Sunflowers for Birds

It is hard to find anyone who doesn’t enjoy the bright, sunny face of sunflowers.

It is so much fun to see how quickly they grow and how tall they get.  Mine are at least 8 feet high.  I plant them in my vegetable garden, where they offer shade to my vegetables.

Last year, I grew them for my family and we harvested the seeds.  But this year, we planted extra so that the birds could enjoy them too.

As the sunflowers bloom and begin to age, they turn upside down.  The birds typically will not approach the sunflowers until the seeds and the flower start to dry.

Once they start to face upside down, but before they begin to dry, I put paper bags over some of the flower heads and fasten it at the bottom with twine. This will protect the sunflower seeds from being eaten by birds.

When the flower has dried, the birds will start eating the seeds right away.  I have my sunflowers planted close to my window so that I can watch their antics as they tip over to get the seeds.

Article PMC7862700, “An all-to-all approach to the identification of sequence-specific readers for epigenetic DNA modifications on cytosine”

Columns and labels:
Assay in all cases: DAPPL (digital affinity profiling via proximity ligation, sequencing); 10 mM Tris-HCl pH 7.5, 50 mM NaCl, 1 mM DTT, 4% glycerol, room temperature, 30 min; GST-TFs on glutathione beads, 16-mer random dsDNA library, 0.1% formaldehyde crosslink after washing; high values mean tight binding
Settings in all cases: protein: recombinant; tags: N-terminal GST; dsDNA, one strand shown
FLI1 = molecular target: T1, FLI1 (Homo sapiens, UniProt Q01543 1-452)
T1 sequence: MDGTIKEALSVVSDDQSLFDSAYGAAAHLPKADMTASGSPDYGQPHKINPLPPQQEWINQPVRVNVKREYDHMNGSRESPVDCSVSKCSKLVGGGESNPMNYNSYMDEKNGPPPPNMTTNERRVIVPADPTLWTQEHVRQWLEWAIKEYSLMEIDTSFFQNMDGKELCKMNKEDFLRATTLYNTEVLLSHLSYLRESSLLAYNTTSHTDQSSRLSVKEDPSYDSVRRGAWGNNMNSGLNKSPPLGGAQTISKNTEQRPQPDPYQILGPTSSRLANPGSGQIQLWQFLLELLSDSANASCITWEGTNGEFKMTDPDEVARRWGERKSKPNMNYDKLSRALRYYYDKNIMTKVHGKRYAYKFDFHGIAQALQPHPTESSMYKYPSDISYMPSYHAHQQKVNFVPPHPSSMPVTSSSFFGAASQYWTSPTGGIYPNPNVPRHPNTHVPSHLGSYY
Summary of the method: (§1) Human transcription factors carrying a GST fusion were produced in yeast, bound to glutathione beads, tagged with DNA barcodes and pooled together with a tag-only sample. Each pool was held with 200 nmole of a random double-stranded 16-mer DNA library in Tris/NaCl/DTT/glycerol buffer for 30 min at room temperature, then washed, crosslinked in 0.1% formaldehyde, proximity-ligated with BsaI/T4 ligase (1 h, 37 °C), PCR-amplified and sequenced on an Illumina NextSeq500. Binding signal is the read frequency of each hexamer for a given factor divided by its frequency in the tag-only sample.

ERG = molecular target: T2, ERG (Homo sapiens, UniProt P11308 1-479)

Once my covered sunflower heads have dried, I store them in a cool, dry place until winter, when I hang them out for the birds.  This way the birds get to enjoy a feast of home-grown sunflower seeds in both summer and winter.

Sunflowers grow just about everywhere and they are super easy to raise.  Check out this link for how to grow them in your garden.  So, get started -  your feathered visitors will thank you for it :-)

 

  1. Paula says

    I love watching the finches hang on the blossoms and pick all the seeds out. I have so much shade now, I rarely can get a sunflower to grow. I sure miss them!

  2. Danielle says

    Noelle, it’s great that you save some of the sunflowers for the winter, when birds (and you) can enjoy them again even if the weather isn’t the greatest!

  3. Lynn Millen says

    Would you please tell me what kind of seed to buy, to plant, in order to have sunflower heads to feed the birds. Thank you, Lynn

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